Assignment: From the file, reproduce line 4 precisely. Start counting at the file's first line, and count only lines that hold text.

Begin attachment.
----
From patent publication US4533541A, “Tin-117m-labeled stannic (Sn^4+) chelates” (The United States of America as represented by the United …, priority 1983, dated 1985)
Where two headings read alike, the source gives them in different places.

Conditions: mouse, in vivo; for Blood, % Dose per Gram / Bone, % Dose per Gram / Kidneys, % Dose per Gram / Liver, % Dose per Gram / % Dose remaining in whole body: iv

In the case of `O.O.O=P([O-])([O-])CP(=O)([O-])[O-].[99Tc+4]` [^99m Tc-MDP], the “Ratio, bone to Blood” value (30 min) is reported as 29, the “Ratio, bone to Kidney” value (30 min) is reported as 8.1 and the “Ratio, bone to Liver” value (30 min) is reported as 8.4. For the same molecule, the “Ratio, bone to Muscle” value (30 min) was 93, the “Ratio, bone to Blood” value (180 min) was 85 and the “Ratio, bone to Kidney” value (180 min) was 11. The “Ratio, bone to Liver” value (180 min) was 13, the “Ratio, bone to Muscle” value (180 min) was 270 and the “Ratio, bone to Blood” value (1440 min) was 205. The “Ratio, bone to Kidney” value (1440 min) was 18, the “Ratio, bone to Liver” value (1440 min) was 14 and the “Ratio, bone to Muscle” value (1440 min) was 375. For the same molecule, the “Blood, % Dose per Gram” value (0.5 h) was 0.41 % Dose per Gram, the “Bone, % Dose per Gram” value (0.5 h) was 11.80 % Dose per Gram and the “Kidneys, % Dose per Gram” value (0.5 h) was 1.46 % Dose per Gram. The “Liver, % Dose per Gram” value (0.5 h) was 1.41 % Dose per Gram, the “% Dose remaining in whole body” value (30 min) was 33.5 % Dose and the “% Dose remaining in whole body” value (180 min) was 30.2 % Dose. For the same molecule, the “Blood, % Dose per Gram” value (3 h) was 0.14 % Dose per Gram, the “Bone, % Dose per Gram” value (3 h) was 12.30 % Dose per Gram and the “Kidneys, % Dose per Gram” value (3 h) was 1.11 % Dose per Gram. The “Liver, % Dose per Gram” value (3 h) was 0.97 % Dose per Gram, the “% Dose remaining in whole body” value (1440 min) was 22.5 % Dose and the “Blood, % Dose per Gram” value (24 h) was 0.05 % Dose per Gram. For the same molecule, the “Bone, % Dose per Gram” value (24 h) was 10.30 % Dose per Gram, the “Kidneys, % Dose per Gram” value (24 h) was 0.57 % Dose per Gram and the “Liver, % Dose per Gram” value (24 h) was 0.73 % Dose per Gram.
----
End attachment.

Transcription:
In the case of `O.O.O=P([O-])([O-])CP(=O)([O-])[O-].[99Tc+4]` [^99m Tc-MDP], the “Ratio, bone to Blood” value (30 min) is reported as 29, the “Ratio, bone to Kidney” value (30 min) is reported as 8.1 and the “Ratio, bone to Liver” value (30 min) is reported as 8.4. For the same molecule, the “Ratio, bone to Muscle” value (30 min) was 93, the “Ratio, bone to Blood” value (180 min) was 85 and the “Ratio, bone to Kidney” value (180 min) was 11. The “Ratio, bone to Liver” value (180 min) was 13, the “Ratio, bone to Muscle” value (180 min) was 270 and the “Ratio, bone to Blood” value (1440 min) was 205. The “Ratio, bone to Kidney” value (1440 min) was 18, the “Ratio, bone to Liver” value (1440 min) was 14 and the “Ratio, bone to Muscle” value (1440 min) was 375. For the same molecule, the “Blood, % Dose per Gram” value (0.5 h) was 0.41 % Dose per Gram, the “Bone, % Dose per Gram” value (0.5 h) was 11.80 % Dose per Gram and the “Kidneys, % Dose per Gram” value (0.5 h) was 1.46 % Dose per Gram. The “Liver, % Dose per Gram” value (0.5 h) was 1.41 % Dose per Gram, the “% Dose remaining in whole body” value (30 min) was 33.5 % Dose and the “% Dose remaining in whole body” value (180 min) was 30.2 % Dose. For the same molecule, the “Blood, % Dose per Gram” value (3 h) was 0.14 % Dose per Gram, the “Bone, % Dose per Gram” value (3 h) was 12.30 % Dose per Gram and the “Kidneys, % Dose per Gram” value (3 h) was 1.11 % Dose per Gram. The “Liver, % Dose per Gram” value (3 h) was 0.97 % Dose per Gram, the “% Dose remaining in whole body” value (1440 min) was 22.5 % Dose and the “Blood, % Dose per Gram” value (24 h) was 0.05 % Dose per Gram. For the same molecule, the “Bone, % Dose per Gram” value (24 h) was 10.30 % Dose per Gram, the “Kidneys, % Dose per Gram” value (24 h) was 0.57 % Dose per Gram and the “Liver, % Dose per Gram” value (24 h) was 0.73 % Dose per Gram.